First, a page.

Purchase Dr. Williams’s book, a perfect educational tool and chiropractic research reference for the daily practitioner, from the Amazon store TODAY!

Chiropractic evidence-based products

Integrating Chiropractors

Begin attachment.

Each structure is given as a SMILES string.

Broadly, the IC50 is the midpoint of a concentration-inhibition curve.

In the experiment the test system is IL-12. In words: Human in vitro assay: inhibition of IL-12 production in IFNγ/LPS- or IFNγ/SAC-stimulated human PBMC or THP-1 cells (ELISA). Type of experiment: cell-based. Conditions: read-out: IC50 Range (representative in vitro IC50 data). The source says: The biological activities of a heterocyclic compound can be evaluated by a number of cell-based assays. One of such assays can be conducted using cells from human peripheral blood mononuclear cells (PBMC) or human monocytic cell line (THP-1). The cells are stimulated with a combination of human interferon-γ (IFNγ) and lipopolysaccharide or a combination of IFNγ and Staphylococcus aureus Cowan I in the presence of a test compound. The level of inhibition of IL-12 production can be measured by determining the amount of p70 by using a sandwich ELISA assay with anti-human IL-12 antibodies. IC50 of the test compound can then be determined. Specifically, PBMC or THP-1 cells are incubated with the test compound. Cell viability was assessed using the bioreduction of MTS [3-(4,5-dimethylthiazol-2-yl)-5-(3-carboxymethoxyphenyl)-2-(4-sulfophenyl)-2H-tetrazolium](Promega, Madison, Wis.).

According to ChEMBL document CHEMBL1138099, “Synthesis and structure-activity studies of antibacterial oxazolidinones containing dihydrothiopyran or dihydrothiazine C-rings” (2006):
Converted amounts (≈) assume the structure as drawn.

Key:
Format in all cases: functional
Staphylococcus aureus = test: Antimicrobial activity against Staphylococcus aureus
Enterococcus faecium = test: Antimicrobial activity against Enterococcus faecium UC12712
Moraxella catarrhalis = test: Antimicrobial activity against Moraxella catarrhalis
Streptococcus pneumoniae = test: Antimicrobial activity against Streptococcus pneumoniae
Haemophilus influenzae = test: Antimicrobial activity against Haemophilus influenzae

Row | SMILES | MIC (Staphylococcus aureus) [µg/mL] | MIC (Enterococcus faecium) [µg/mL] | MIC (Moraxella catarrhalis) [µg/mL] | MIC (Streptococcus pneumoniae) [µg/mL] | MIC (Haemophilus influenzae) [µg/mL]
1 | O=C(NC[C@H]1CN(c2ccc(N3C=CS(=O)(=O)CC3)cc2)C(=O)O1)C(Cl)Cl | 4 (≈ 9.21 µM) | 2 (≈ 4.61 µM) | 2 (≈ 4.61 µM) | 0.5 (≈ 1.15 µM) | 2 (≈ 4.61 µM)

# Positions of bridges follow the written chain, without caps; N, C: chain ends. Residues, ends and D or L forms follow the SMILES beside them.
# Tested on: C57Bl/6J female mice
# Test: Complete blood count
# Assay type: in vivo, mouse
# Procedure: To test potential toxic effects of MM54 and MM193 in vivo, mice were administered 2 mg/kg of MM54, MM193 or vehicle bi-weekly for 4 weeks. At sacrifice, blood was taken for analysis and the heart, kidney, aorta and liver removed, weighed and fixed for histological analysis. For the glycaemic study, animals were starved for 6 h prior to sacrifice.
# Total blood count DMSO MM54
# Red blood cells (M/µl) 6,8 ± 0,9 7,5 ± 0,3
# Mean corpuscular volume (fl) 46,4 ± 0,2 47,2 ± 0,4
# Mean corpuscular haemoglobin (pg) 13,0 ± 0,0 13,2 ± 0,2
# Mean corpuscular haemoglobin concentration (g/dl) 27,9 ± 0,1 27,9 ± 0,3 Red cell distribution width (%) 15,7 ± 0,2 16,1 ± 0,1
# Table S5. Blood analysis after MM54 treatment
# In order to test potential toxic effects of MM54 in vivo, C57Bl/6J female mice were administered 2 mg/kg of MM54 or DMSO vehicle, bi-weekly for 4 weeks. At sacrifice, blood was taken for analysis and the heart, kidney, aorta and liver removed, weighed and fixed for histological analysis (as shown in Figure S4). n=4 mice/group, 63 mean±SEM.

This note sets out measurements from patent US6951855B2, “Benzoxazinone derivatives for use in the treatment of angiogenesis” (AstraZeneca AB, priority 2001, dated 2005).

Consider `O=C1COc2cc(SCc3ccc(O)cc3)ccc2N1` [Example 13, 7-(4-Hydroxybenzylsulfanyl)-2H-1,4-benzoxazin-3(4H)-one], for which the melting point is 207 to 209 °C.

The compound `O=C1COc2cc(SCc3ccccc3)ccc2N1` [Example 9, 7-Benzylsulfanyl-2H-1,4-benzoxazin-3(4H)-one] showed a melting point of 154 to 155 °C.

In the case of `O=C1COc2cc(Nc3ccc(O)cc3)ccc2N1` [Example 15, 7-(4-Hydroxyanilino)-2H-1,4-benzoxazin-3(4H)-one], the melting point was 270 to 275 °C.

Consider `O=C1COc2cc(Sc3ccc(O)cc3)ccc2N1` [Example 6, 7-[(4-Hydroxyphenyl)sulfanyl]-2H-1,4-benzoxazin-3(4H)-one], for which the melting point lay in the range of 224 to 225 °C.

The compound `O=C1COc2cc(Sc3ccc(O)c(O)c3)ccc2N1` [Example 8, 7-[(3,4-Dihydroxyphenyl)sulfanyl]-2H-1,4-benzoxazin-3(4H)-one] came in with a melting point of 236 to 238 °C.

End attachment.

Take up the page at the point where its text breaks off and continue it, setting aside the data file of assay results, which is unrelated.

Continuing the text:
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    The Message I want you to know with absolute certainty that when Chiropractic is at its best, you can’t beat the risk vs reward ratio because spinal pain is primarily a movement-related pain and typically responds better to movement-related treatment rather than chemical treatments like pills and shots. When compared to the traditional medical model, research and clinical experience show us patients can get good to excellent results for headaches, neck pain, back pain, and joint pain to name just a few. It’s safe and cost-effective can decrease surgeries & disability and we do it through conservative, non-surgical means with minimal hassle to the patient. And, if the patient treats preventatively after initial recovery, we can usually keep it that way while raising the overall level of health! Key Point: At the end of the day, patients should have the guarantee of having the best treatment that offers the least harm. When it comes to non-complicated musculoskeletal complaints…. That’s Chiropractic! Contact Send us an email at dr dot williams at chiropracticforward.com and let us know what you think of our show and tell us your suggestions for future episodes.  Feedback and constructive criticism is a blessing and so are subscribes and excellent reviews on podcast platforms.  We know how this works by now. If you value something, you have to share it, interact with it, review it, talk about it from time to time, and actively hit a few buttons to support it here and there when asked. It really does make a big difference.  Connect We can’t wait to connect with you again next week. From the Chiropractic Forward Podcast flight deck, this is Dr. Jeff Williams saying upward, onward, and forward. Website